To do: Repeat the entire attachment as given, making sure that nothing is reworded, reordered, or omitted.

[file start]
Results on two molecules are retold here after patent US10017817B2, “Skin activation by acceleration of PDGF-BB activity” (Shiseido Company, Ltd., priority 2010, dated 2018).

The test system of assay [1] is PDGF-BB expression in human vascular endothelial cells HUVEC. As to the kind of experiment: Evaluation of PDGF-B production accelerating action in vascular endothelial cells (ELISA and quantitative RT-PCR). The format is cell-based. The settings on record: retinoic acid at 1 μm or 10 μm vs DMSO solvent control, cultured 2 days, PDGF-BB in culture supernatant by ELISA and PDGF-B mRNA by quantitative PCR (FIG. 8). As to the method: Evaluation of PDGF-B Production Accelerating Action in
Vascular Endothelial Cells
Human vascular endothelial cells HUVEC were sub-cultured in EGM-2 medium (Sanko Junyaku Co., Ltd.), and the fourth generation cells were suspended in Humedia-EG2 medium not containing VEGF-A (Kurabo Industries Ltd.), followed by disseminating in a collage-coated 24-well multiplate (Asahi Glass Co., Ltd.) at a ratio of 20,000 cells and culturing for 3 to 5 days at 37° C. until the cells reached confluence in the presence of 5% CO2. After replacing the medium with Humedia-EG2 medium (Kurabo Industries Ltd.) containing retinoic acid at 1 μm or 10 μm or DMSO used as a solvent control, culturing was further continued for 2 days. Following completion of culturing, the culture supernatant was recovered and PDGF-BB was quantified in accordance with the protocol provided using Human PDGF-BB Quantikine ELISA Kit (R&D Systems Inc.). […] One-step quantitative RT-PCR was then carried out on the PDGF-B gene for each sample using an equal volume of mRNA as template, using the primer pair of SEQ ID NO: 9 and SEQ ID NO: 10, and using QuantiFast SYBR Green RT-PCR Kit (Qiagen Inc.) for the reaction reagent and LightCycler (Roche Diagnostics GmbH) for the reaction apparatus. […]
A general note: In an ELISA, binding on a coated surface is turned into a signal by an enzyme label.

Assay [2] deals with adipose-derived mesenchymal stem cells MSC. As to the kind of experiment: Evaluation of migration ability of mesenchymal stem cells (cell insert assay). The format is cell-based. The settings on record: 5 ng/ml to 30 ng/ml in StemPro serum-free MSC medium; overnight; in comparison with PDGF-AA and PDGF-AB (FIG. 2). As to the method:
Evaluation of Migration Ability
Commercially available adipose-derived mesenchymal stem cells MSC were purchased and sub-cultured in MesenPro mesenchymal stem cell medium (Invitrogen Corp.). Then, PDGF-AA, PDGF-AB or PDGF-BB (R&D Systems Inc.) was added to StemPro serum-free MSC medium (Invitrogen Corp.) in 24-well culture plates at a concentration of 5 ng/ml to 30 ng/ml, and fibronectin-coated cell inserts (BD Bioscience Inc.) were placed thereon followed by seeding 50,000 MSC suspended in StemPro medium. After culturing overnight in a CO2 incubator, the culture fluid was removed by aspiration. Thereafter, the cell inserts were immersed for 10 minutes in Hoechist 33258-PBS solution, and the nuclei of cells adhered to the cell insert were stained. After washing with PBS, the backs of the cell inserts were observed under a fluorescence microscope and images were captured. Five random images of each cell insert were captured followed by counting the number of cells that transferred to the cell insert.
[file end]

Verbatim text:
Results on two molecules are retold here after patent US10017817B2, “Skin activation by acceleration of PDGF-BB activity” (Shiseido Company, Ltd., priority 2010, dated 2018).

The test system of assay [1] is PDGF-BB expression in human vascular endothelial cells HUVEC. As to the kind of experiment: Evaluation of PDGF-B production accelerating action in vascular endothelial cells (ELISA and quantitative RT-PCR). The format is cell-based. The settings on record: retinoic acid at 1 μm or 10 μm vs DMSO solvent control, cultured 2 days, PDGF-BB in culture supernatant by ELISA and PDGF-B mRNA by quantitative PCR (FIG. 8). As to the method: Evaluation of PDGF-B Production Accelerating Action in
Vascular Endothelial Cells
Human vascular endothelial cells HUVEC were sub-cultured in EGM-2 medium (Sanko Junyaku Co., Ltd.), and the fourth generation cells were suspended in Humedia-EG2 medium not containing VEGF-A (Kurabo Industries Ltd.), followed by disseminating in a collage-coated 24-well multiplate (Asahi Glass Co., Ltd.) at a ratio of 20,000 cells and culturing for 3 to 5 days at 37° C. until the cells reached confluence in the presence of 5% CO2. After replacing the medium with Humedia-EG2 medium (Kurabo Industries Ltd.) containing retinoic acid at 1 μm or 10 μm or DMSO used as a solvent control, culturing was further continued for 2 days. Following completion of culturing, the culture supernatant was recovered and PDGF-BB was quantified in accordance with the protocol provided using Human PDGF-BB Quantikine ELISA Kit (R&D Systems Inc.). […] One-step quantitative RT-PCR was then carried out on the PDGF-B gene for each sample using an equal volume of mRNA as template, using the primer pair of SEQ ID NO: 9 and SEQ ID NO: 10, and using QuantiFast SYBR Green RT-PCR Kit (Qiagen Inc.) for the reaction reagent and LightCycler (Roche Diagnostics GmbH) for the reaction apparatus. […]
A general note: In an ELISA, binding on a coated surface is turned into a signal by an enzyme label.

Assay [2] deals with adipose-derived mesenchymal stem cells MSC. As to the kind of experiment: Evaluation of migration ability of mesenchymal stem cells (cell insert assay). The format is cell-based. The settings on record: 5 ng/ml to 30 ng/ml in StemPro serum-free MSC medium; overnight; in comparison with PDGF-AA and PDGF-AB (FIG. 2). As to the method:
Evaluation of Migration Ability
Commercially available adipose-derived mesenchymal stem cells MSC were purchased and sub-cultured in MesenPro mesenchymal stem cell medium (Invitrogen Corp.). Then, PDGF-AA, PDGF-AB or PDGF-BB (R&D Systems Inc.) was added to StemPro serum-free MSC medium (Invitrogen Corp.) in 24-well culture plates at a concentration of 5 ng/ml to 30 ng/ml, and fibronectin-coated cell inserts (BD Bioscience Inc.) were placed thereon followed by seeding 50,000 MSC suspended in StemPro medium. After culturing overnight in a CO2 incubator, the culture fluid was removed by aspiration. Thereafter, the cell inserts were immersed for 10 minutes in Hoechist 33258-PBS solution, and the nuclei of cells adhered to the cell insert were stained. After washing with PBS, the backs of the cell inserts were observed under a fluorescence microscope and images were captured. Five random images of each cell insert were captured followed by counting the number of cells that transferred to the cell insert.